Frequently Asked Questions

How to Find a Competent Repair Person

We get lots of e-mails and calls asking for repair referrals for all kinds of stringed instruments. It's hard to know how to handle these requests. Yes, we may know of a luthier in the area, but we don't feel comfortable as a referral service. What we can do is point our readers and web visitors in the right direction, and with a little effort and application of some detecting skills, anyone should be able to find a competent instrument repair person, even if the instrument has to be shipped.

Please keep in mind that being a member of the Guild of American Luthiers or being linked to the GAL website does not in any way imply repair or building competence. Membership in the Guild of American Luthiers is open to all. Like the National Geographic Society, we are a nonprofit membership organization. There are no requirements for membership other than payment of dues. Our quarterly journal is the main benefit of membership. Furthermore, we are unaware of any membership organization for stringed instrument makers or repairers that can offer assurance of the competency of its members, with the possible exception of the AFVBM, the American Federation of Violin and Bow Makers (, which has strict criteria for membership. At the AFVBM website you can locate members by state, which will at least give you a starting place. Keep in mind that the AFVBM is a small organization of only about 100 members, by no means the only competent violin builders and repairers.

Searching for competence becomes your job, and I hope this short article will help you with it. If you have a new instrument with a problem, take it back where you bought it. Most instruments have some kind of warranty and the store will honor it if you are persistent and have not abused the instrument. The large manufacturers have authorized independent dealers or repair shops to do warranty repairs. If you have, say, a Martin©, you can easily access their network of luthiers who are authorized by them to do warranty repairs. Go to and select “Services,” then “Service Center Warranty Repair.” Repair shops that are the warranty shops are generally good places to take an instrument for repairs that are not warranty, since they are likely to be familiar with the particular brand and have had training or been through some certification process by the manufacturer.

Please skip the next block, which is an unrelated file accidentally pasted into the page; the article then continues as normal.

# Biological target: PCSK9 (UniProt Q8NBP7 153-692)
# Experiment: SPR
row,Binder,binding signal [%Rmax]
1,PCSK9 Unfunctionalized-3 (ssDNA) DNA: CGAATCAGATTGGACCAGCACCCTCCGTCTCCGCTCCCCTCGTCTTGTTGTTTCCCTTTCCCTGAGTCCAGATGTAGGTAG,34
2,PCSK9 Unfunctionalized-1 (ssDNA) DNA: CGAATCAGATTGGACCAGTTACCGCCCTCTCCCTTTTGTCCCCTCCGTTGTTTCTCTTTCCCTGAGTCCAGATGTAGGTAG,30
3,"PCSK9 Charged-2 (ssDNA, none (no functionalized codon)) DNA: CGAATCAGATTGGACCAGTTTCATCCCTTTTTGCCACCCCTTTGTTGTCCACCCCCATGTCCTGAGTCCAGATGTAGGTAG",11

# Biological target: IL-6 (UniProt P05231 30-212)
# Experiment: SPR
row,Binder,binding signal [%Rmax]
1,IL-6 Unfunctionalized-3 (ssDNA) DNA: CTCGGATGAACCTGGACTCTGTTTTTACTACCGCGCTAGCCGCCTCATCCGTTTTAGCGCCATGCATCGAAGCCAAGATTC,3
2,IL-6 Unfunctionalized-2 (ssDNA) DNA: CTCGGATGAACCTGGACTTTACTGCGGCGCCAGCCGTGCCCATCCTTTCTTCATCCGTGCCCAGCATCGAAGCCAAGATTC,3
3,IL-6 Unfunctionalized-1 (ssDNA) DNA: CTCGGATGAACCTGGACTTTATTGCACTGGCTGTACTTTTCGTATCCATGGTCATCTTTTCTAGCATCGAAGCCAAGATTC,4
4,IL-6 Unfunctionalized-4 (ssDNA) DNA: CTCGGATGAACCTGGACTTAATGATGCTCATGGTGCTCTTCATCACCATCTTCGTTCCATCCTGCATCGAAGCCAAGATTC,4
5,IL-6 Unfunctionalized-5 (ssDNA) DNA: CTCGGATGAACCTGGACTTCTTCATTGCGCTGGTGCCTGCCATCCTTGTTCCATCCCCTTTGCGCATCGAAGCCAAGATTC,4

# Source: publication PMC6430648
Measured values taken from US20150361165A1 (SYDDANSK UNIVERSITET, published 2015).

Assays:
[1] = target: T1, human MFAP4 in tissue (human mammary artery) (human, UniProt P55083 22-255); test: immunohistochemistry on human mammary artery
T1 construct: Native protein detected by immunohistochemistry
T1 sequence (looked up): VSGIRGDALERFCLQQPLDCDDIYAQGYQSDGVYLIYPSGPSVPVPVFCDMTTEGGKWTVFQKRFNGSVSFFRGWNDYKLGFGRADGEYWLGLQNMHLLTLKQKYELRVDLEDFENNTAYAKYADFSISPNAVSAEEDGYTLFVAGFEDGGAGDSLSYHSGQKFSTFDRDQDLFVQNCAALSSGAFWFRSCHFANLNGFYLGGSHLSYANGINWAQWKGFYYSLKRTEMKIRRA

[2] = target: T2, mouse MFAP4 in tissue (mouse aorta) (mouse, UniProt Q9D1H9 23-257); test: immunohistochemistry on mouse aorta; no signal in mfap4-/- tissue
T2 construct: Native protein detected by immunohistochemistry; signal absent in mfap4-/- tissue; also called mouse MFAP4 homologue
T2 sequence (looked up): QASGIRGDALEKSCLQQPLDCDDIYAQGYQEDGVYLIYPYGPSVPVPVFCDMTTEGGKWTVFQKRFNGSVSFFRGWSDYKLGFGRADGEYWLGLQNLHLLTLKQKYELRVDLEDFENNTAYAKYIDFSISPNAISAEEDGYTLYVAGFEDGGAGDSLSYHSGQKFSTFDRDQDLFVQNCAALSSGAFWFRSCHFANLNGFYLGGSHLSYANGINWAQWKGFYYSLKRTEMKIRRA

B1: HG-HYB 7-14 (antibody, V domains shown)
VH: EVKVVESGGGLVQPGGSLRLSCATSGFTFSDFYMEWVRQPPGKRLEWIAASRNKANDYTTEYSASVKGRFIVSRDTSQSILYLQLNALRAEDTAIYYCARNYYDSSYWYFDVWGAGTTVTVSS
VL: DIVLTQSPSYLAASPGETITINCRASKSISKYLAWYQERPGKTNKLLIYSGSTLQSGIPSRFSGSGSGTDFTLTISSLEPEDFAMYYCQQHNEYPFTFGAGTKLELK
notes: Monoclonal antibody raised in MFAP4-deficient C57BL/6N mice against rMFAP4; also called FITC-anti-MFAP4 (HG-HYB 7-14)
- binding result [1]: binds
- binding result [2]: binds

If your instrument is by a individual hand maker who is still making instruments your options are slightly different. As a rule of thumb, it's always best for the maker to be given the option of doing repairs, whether they are warranty or not. If you need help locating him or her, a simple internet search should help. If you cannot find him or her by searching for the name, check some of the musical instrument maker lists. There are a variety of websites that can help including:;,

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